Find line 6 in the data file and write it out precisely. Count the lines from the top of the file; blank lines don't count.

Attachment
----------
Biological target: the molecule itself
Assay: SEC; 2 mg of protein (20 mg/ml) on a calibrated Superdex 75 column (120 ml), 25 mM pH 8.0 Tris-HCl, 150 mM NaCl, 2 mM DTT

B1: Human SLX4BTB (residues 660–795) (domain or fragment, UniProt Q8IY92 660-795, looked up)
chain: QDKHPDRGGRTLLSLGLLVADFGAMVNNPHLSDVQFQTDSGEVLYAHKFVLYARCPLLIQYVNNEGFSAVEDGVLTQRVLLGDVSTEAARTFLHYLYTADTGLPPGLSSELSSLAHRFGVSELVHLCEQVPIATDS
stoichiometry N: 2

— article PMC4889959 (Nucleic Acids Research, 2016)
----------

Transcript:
— article PMC4889959 (Nucleic Acids Research, 2016)